The clear distinction between the Christian works of mercy and generic social activism and charity work is often forgotten, leading to a fraught relationship between them and the Christian gospel message. In 2 Corinthians, the Apostle Paul offers us a better way.
The gory fate of Judas is an unsettling feature of the narrative of Acts for many modern readers. Yet recovering the New Testament authors’ sense of the fearful consequences of opposing the reign of Christ is a necessary task for political theology.
The story of the sign given to the shepherds—the Child wrapped in swaddling clothes, laid in a manger—both recalls and anticipates other scriptural events in significant yet surprising ways. It also reminds us of our vocation, as those who must declare the good news of the sign of Christ to the shepherds of our age.
We do not know when our day of judgment will come, when our nations will rise or fall, or when the times of testing in which we are either proven or broken will hit us. Yet Peter exhorts us to be found ready in vigilant holiness when they do.
The Apostle Paul’s discussion of the dynamics of his gospel ministry in relation to the Thessalonian Christians offers us arresting images for considering the reality of the truth and the bonds of trust by which societies are formed and held together.
The prophetic parables of the vineyard afford their hearers an illuminating vantage point upon the intergenerational peoplehood and unified moral agency of a nation. They offer us a new way of perceiving our national selves beyond the stifling frame of secularism.
King Solomon’s desire for wisdom to equip him for just rule establishes him as the paradigm of the Wisdom tradition and as an example for us to follow. The scriptural emphasis upon wisdom in rule may contrast strongly with contemporary emphases upon technique.
Psalm 8’s presentation of human dominion and politics as a creation of God has significant ramifications for our posture towards the various forms of human rule and authority. The juxtaposition of divinely appointed power and human weakness humbles arrogant ambition, encouraging a spirit of meekness and modest service in our politics.
Christian political witness must be built around and declare Christ as the great eschatological stone laid by God. He must either be approached as the stubborn obstacle, arresting the development of all idolatrous political visions, or as the chief cornerstone, the sure and solid basis from all else can take its bearings.
The call and blessing of Abram in Genesis 12 is the beginning of a thematic thread that is developed over the rest of the scriptural witness. As the heirs of Abram, we are both the recipients and the bearers of his promised blessing to the nations.
In taking of the forbidden fruit in the Garden of Eden, Adam and Eve attempt to gain rule before they are ready to exercise it. Their example may be a cautionary one for a church that too precipitously throws itself into the political arena.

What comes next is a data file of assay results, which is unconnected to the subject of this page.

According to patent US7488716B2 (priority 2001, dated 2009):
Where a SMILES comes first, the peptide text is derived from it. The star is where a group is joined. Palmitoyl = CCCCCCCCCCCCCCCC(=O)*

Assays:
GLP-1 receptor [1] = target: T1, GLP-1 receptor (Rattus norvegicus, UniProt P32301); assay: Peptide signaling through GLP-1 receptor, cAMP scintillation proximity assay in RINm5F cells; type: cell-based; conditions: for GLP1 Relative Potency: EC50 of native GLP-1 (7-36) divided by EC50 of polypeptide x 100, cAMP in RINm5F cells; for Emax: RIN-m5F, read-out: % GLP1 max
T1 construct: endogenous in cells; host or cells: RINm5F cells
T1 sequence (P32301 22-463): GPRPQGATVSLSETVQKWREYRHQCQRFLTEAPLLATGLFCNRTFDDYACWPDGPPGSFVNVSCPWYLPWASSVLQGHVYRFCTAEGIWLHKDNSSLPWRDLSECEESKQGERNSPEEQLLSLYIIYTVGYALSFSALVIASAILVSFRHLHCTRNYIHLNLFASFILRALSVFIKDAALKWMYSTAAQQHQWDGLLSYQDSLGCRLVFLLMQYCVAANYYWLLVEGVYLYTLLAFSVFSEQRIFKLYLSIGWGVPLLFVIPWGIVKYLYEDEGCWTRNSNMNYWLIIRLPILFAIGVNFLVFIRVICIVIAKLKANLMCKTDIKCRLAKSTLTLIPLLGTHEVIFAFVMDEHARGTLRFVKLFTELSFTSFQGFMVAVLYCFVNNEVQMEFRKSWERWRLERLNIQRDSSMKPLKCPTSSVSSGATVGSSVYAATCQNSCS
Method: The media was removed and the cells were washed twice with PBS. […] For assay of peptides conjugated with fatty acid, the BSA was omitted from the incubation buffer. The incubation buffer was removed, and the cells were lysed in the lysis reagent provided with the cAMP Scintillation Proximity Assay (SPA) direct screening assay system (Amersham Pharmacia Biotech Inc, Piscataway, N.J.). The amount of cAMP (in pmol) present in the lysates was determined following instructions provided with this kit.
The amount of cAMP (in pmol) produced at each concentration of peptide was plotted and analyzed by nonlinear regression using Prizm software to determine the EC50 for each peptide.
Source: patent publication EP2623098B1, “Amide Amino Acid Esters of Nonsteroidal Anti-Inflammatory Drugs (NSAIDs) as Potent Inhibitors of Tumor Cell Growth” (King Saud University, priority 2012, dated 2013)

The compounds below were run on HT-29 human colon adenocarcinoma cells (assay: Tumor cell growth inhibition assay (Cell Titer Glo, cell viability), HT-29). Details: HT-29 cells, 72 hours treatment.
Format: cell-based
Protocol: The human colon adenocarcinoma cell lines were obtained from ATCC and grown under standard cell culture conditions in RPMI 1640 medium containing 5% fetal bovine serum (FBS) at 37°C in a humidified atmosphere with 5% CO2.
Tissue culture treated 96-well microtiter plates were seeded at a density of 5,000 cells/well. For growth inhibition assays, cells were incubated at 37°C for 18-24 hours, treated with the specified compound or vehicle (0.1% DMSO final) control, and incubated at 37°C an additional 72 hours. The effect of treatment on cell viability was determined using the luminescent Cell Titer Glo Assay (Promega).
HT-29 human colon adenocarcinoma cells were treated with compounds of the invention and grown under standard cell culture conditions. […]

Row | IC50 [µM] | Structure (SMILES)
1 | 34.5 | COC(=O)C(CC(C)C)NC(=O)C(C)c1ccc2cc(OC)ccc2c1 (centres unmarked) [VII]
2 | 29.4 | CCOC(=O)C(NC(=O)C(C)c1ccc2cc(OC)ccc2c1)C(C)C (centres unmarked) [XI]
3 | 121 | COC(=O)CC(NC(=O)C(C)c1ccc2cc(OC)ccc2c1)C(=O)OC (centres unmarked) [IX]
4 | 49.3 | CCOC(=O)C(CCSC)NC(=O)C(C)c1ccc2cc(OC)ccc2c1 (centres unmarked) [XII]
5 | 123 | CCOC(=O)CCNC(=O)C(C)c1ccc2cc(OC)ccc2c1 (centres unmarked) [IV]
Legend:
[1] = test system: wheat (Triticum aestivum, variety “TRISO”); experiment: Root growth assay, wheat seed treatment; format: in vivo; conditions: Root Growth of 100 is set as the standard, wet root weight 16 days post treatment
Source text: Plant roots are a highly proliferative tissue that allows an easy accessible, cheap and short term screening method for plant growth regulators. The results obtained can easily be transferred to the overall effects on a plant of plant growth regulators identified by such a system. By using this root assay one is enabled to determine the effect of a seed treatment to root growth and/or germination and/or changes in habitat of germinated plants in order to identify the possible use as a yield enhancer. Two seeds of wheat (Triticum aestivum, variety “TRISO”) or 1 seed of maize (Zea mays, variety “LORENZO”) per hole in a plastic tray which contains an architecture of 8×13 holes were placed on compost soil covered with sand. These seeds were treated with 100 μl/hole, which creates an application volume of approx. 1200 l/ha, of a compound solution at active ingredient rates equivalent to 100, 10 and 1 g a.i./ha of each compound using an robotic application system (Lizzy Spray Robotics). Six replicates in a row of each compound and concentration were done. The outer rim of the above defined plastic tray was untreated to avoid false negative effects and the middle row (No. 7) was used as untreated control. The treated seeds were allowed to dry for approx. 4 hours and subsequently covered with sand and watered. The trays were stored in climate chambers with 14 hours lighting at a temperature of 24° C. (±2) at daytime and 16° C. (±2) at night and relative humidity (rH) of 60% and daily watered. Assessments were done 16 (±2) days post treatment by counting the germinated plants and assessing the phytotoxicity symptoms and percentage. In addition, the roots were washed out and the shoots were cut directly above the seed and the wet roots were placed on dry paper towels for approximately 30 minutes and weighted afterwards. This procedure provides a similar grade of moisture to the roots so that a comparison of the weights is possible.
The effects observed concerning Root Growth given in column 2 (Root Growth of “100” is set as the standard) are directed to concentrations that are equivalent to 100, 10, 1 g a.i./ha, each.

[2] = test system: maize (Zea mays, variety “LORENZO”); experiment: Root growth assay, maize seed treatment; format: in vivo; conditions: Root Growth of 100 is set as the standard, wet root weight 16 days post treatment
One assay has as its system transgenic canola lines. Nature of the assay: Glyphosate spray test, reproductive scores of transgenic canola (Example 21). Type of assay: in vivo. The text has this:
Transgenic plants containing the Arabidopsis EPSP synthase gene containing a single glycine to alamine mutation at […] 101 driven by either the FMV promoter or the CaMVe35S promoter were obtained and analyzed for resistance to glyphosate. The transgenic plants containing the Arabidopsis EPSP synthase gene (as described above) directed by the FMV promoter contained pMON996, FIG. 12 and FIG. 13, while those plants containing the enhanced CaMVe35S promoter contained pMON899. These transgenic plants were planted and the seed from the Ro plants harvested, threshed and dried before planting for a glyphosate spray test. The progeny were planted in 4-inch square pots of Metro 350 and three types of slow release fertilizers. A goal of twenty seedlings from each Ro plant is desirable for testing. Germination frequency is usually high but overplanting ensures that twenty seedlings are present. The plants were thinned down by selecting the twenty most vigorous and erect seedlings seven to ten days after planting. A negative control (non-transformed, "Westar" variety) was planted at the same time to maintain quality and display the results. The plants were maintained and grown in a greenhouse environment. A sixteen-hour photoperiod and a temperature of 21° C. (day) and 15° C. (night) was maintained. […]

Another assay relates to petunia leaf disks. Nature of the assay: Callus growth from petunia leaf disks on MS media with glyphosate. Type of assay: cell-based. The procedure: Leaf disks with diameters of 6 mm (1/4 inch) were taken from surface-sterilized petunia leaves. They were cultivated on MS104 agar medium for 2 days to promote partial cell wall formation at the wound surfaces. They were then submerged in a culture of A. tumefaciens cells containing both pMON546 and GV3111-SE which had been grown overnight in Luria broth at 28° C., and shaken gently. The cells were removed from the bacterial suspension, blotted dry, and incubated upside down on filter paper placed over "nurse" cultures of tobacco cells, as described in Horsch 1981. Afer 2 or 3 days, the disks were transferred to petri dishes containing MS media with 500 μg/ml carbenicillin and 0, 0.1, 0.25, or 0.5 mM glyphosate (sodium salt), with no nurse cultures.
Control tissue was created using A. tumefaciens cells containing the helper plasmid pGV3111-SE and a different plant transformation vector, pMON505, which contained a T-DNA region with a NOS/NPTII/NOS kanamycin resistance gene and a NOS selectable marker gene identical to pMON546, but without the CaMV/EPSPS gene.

A competent sentinel must be vigilant, alert to and able to read the faintest signs upon a distant horizon, perceiving the most miniscule of details and discerning their greater import when they finally appear. In the opening chapters of both Matthew and Luke, we encounter a series of watchers and signs, presented in part as examples to the readers of the gospels in their own watching.
The Parable of the Pharisee and the tax collector is situated against the backdrop of the promise of the coming kingdom and the vindication of the righteous that will come with it. We too can look for future vindication and Jesus’ parable may speak to our own convictions about being on the ‘right side of history’.
As in the case of the unjust steward in Luke 16, a radical change in our handling of money is required, if we are to survive the great day of accounting that is to come. We must use the limited time and opportunity remaining to us to escape the clutches of our greed and expend our dirty money to pursue true and incorruptible riches.
The meal table is a political site, where new manners, communities, and values are cultivated. In his radical teaching concerning proper conduct at feasts, Jesus unsettles prevailing social politics and calls us to transform our behavior to correspond to the inbreaking order of his kingdom.
In the radical changeability and uncertainty of our world, the collapse of our political projects and the apparent futility of our labors can tempt us to despair. Ecclesiastes grapples with these difficulties and presents ways in which to maintain hope within the vapor of our lives.
In the narrative of Abraham’s conversation with God concerning the destruction of Sodom we find an example of the faithful fulfilment of the calling of the people of God. We are to be those who seek to preserve the world from condemnation by our righteous and life-giving presence within it, tenaciously refusing to abandon it to its destruction.
In a powerful hymn of praise, Paul discloses the truth that must lie at the heart of all Christian political theology: Christ the first in and over all of the creation.